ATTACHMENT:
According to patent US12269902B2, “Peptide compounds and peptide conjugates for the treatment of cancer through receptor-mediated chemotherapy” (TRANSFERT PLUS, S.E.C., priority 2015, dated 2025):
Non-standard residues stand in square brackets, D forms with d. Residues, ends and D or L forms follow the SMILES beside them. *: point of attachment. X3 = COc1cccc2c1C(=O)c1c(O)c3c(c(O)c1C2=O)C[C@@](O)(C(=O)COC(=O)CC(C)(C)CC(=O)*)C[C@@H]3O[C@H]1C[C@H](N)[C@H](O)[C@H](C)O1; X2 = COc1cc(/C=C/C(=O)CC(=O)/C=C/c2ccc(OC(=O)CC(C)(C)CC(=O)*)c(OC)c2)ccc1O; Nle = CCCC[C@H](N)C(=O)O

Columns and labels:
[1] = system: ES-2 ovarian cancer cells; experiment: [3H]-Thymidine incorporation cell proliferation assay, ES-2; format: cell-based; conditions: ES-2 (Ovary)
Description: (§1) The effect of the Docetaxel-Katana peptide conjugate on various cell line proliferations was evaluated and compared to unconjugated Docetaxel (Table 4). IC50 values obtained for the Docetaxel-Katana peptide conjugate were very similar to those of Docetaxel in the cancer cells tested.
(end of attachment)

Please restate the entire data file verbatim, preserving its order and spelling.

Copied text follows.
According to patent US12269902B2, “Peptide compounds and peptide conjugates for the treatment of cancer through receptor-mediated chemotherapy” (TRANSFERT PLUS, S.E.C., priority 2015, dated 2025):
Non-standard residues stand in square brackets, D forms with d. Residues, ends and D or L forms follow the SMILES beside them. *: point of attachment. X3 = COc1cccc2c1C(=O)c1c(O)c3c(c(O)c1C2=O)C[C@@](O)(C(=O)COC(=O)CC(C)(C)CC(=O)*)C[C@@H]3O[C@H]1C[C@H](N)[C@H](O)[C@H](C)O1; X2 = COc1cc(/C=C/C(=O)CC(=O)/C=C/c2ccc(OC(=O)CC(C)(C)CC(=O)*)c(OC)c2)ccc1O; Nle = CCCC[C@H](N)C(=O)O

Columns and labels:
[1] = system: ES-2 ovarian cancer cells; experiment: [3H]-Thymidine incorporation cell proliferation assay, ES-2; format: cell-based; conditions: ES-2 (Ovary)
Description: (§1) The effect of the Docetaxel-Katana peptide conjugate on various cell line proliferations was evaluated and compared to unconjugated Docetaxel (Table 4). IC50 values obtained for the Docetaxel-Katana peptide conjugate were very similar to those of Docetaxel in the cancer cells tested.